The area around the pedestrianised Graben grabs all the headlines on any walk through Vienna’s old town. But the centre has other hidden delights for those seeking a turn-of-the-century architectural thrill.
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Meat markets, clocks & post offices
(The building at Fleischmarkt 3)
A walk through Vienna’s centre normally takes you along the historical pedestrianised streets of the Graben, Kohlmarkt and Kärntner Straße. The buildings lining the route vary from the Gothic and Baroque to modern department stores.
In a previous article, I covered a few of these jewels from the turn of the 19th and 20th centuries on the Graben and surrounds. But now it’s time for some further highlights in the centre, if you dare take a right turn or two and leave the well-worn pavements behind.
Go north from the mighty Stephansdom cathedral and wander up Rotenturmstraße. Continue to Lugeck square with its monument to Gutenberg and turn left down Lichtensteg to see the Ankeruhr mechanical clock at the start of Hoher Markt square.
(Haydn is one of the figures that rotates around the clock)
A life insurance company built the 1914 Ankeruhr as a contribution to the artistic heritage of Vienna, but also as a subtle reminder of the inevitability of death (thanks).
The designer, Franz Matsch, also formed part of the three-man team (alongside the Klimt brothers) that painted the famous frescoes on the staircases of the Burgtheater.
Go back down Lichtensteg and continue up Rotenturmstraße to the next junction, where you turn right into Fleischmarkt.
The English translation for that street is meat market, which harks back to the area’s original function back in medieval days. You won’t hear the cries of livestock today, but perhaps a few shouts of awe at the remarkable Jugendstil buildings.
It all begins on the corner at No.1, completed in 1910 by Arthur Baron. The Residenzpalast has left its cultural mark on Vienna, too. Hollywood legend, Billy Wilder, used to visit the Rotenturmkino (cinema) there, and it still houses the Kammerspiele theatre alongside the more prosaic occupants of the storefronts and offices.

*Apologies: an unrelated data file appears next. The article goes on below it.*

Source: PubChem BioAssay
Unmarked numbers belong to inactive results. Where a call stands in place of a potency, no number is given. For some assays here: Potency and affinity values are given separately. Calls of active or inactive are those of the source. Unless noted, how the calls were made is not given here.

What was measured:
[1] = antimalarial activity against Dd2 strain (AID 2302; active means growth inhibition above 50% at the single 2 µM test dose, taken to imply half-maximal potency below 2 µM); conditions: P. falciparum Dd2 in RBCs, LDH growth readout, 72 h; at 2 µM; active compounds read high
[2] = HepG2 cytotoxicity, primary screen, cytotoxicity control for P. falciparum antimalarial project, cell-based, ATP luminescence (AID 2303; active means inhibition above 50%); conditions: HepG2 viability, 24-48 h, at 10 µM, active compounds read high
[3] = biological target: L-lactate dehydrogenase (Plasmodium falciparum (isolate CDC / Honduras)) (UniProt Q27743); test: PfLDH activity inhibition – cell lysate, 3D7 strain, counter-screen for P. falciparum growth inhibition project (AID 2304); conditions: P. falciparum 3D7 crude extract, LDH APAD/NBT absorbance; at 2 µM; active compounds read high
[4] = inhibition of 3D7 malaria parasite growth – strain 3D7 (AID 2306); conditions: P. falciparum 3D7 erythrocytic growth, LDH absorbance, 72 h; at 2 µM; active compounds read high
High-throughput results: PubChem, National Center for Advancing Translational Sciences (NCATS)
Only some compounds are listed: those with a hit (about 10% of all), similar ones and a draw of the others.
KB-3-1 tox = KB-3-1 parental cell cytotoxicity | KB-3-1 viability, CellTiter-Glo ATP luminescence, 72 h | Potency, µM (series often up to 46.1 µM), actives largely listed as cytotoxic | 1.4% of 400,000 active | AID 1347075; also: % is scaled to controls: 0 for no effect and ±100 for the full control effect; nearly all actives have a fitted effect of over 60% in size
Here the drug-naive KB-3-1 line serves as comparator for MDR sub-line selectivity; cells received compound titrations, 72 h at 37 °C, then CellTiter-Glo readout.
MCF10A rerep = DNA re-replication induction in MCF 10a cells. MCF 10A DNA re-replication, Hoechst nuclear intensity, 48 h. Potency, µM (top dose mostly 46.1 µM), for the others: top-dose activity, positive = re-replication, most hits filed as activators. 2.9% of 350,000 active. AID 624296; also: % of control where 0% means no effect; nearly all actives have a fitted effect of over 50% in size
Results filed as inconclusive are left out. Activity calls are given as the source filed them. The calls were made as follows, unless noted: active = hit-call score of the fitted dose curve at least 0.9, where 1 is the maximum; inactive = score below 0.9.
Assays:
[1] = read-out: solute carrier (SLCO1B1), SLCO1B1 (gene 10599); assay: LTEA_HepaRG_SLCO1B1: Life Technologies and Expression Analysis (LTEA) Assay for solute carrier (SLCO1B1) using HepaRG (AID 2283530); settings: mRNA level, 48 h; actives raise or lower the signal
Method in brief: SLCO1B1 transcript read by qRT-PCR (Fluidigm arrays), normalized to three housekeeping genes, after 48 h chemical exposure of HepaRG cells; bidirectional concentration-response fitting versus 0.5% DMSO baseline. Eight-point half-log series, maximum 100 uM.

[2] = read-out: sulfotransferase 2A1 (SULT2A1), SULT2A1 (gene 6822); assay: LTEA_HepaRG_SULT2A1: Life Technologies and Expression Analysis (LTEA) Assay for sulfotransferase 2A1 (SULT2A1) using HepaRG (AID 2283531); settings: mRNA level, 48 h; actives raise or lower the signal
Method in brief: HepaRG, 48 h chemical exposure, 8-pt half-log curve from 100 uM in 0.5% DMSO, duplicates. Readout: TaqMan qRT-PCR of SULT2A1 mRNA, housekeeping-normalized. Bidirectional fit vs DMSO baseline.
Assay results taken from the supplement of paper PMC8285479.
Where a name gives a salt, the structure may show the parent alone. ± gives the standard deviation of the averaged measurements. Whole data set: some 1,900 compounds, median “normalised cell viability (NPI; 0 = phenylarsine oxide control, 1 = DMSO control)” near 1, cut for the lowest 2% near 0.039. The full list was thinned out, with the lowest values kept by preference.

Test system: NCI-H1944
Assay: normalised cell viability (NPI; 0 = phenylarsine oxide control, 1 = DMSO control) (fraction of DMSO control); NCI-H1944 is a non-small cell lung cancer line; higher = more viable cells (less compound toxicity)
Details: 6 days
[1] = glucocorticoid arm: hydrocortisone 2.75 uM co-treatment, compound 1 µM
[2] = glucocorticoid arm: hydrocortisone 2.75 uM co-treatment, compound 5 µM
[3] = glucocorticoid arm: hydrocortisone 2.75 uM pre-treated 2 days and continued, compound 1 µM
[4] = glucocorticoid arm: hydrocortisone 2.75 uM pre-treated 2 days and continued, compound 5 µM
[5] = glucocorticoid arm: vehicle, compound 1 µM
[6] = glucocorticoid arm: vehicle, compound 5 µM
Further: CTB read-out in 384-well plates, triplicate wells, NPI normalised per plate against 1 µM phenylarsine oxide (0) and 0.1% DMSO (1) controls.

Baron also claims responsibility for the immediate neighbour at No.3 from the same year. Notable for the dark metal bay window designs, the building once echoed to the sounds of printers and screaming editors as the premises of Die Presse (still one of Austria’s more respectable newspapers).
Keep your eye on this side of the street and the remarkable façade of the Julius Meinl building at No.7, constructed in 1899.
Julius Meinl is an international coffee roaster and distributor with a rich tradition in Vienna that dates back to 1862. The current HQ is within shouting distance of my house and you might spot their flagship gourmet store at one end of the Graben.
The gold lettering on the Meinlhaus reveals the building’s original purpose (English: Julius Meinl’s Coffee Import). The reliefs and coats of arms of great European trading ports reflect the international reach of the company.
Look across the road at Fleischmarkt No.14 for another feast of golden turn-of-the-century decoration. If the ornamentation feels vaguely reminiscent of the famous Secessionsgebäude, that’s because a certain Joseph Maria Olbrich designed the latter, while the company he co-founded constructed the former.
(Frontal view of the building from Georg-Coch-Platz)
Continue to the end of Fleischmarkt and around the block to stumble upon the huge and pioneering Postsparkasse building, former home to the Austrian Postal Savings Bank.
First opened in 1906, the Otto Wagner-designed building represents the transition from ornamental Jugendstil to a modern-era architectural approach that combines aesthetics and functionality, right down to the design of the doorknobs.
The façade sets an unusual, yet striking, tone thanks to the pattern created by aluminium rivets on marble: a pattern echoed elsewhere in buildings of the time, such as at Riemergasse 7 (also in the centre).
(The Secession building made famous by the likes of Gustav Klimt)
These highlights and those on the Graben represent those perhaps most easily reached when drifting through the old town on typical tourist trails. But stepping outside the centre of Vienna allows you to discover one or two absolute jewels of Jugendstil architecture.
Those examples not more than a short(ish) walk away include the Majolika House with its polychromatic tiled front, the aforementioned Secessionsgebäude that played a key role in the whole Jugendstil phenomenon, Otto Wagner’s Stadtbahn stations, and Wagner’s gorgeous pavilions on Karlsplatz square.